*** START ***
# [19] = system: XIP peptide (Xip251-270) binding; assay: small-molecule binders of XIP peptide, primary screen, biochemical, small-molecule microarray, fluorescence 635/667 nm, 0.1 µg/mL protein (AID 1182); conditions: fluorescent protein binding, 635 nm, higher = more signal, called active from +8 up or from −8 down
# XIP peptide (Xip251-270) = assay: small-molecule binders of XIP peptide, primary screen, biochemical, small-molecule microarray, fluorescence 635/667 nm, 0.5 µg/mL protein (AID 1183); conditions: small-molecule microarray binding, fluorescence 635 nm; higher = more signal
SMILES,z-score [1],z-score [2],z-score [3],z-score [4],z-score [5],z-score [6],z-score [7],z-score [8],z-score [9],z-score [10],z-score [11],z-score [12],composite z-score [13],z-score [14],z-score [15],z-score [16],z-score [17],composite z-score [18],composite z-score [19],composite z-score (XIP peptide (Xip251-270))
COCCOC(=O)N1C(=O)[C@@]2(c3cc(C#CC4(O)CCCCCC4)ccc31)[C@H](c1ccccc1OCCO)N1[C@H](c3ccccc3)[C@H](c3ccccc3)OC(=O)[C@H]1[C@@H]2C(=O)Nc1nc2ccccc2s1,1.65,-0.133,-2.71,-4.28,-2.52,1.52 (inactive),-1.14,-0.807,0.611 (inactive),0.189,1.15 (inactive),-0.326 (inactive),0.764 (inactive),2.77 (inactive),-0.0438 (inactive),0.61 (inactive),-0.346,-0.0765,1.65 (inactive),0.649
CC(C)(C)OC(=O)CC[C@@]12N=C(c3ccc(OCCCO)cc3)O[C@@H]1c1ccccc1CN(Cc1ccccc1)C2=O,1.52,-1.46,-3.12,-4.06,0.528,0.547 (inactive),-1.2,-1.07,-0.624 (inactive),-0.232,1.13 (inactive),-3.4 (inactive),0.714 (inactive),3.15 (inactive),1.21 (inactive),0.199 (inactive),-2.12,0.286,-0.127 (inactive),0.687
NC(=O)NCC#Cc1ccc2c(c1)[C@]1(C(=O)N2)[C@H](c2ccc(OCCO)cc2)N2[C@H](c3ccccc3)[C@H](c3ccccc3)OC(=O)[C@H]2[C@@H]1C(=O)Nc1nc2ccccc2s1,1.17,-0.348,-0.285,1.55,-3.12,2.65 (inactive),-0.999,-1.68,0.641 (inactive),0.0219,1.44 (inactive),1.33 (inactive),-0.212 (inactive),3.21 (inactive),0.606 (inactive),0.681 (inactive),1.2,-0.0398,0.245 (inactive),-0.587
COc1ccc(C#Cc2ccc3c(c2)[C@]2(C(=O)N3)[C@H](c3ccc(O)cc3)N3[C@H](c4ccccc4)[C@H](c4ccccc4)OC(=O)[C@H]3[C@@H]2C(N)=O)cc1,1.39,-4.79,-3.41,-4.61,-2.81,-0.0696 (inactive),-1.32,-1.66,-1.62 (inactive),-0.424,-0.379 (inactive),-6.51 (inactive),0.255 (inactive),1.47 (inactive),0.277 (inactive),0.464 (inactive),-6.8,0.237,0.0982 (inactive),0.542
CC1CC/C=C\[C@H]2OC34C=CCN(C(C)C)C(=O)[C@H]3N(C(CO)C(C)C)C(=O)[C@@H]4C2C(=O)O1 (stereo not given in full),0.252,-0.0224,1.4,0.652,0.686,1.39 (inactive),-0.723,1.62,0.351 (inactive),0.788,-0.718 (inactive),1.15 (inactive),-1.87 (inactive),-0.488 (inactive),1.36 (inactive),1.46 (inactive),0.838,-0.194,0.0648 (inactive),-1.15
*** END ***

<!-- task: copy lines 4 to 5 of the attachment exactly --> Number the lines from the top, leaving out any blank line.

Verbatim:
COCCOC(=O)N1C(=O)[C@@]2(c3cc(C#CC4(O)CCCCCC4)ccc31)[C@H](c1ccccc1OCCO)N1[C@H](c3ccccc3)[C@H](c3ccccc3)OC(=O)[C@H]1[C@@H]2C(=O)Nc1nc2ccccc2s1,1.65,-0.133,-2.71,-4.28,-2.52,1.52 (inactive),-1.14,-0.807,0.611 (inactive),0.189,1.15 (inactive),-0.326 (inactive),0.764 (inactive),2.77 (inactive),-0.0438 (inactive),0.61 (inactive),-0.346,-0.0765,1.65 (inactive),0.649
CC(C)(C)OC(=O)CC[C@@]12N=C(c3ccc(OCCCO)cc3)O[C@@H]1c1ccccc1CN(Cc1ccccc1)C2=O,1.52,-1.46,-3.12,-4.06,0.528,0.547 (inactive),-1.2,-1.07,-0.624 (inactive),-0.232,1.13 (inactive),-3.4 (inactive),0.714 (inactive),3.15 (inactive),1.21 (inactive),0.199 (inactive),-2.12,0.286,-0.127 (inactive),0.687